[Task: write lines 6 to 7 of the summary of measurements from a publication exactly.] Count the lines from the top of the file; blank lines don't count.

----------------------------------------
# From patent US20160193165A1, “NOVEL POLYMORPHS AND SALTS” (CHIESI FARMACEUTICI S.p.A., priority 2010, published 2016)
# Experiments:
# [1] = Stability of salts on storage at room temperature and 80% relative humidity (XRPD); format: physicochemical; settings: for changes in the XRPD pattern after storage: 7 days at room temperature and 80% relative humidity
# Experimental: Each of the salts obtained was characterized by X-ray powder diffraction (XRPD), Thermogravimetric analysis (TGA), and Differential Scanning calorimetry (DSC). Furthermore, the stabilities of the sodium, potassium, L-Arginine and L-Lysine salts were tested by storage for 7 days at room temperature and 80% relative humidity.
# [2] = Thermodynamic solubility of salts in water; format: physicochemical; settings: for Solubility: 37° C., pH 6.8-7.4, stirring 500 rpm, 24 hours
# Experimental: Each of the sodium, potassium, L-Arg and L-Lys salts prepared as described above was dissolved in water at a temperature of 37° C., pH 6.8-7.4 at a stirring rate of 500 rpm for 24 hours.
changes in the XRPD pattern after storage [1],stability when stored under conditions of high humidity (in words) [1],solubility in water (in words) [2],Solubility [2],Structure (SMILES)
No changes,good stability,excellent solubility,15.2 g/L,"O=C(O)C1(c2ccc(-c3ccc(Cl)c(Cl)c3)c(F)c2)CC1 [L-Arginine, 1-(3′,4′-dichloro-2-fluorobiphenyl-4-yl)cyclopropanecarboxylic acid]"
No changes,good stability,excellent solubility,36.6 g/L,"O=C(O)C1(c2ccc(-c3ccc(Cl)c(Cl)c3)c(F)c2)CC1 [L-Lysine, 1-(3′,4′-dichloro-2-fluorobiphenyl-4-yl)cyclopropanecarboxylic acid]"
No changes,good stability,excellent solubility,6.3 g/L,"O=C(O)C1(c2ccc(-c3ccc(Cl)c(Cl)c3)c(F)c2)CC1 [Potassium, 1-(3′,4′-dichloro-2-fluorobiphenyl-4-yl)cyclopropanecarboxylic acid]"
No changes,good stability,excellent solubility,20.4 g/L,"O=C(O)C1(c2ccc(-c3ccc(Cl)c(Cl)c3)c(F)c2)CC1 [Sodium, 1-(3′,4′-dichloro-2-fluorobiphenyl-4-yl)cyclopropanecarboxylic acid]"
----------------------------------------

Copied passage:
# Experimental: Each of the sodium, potassium, L-Arg and L-Lys salts prepared as described above was dissolved in water at a temperature of 37° C., pH 6.8-7.4 at a stirring rate of 500 rpm for 24 hours.
changes in the XRPD pattern after storage [1],stability when stored under conditions of high humidity (in words) [1],solubility in water (in words) [2],Solubility [2],Structure (SMILES)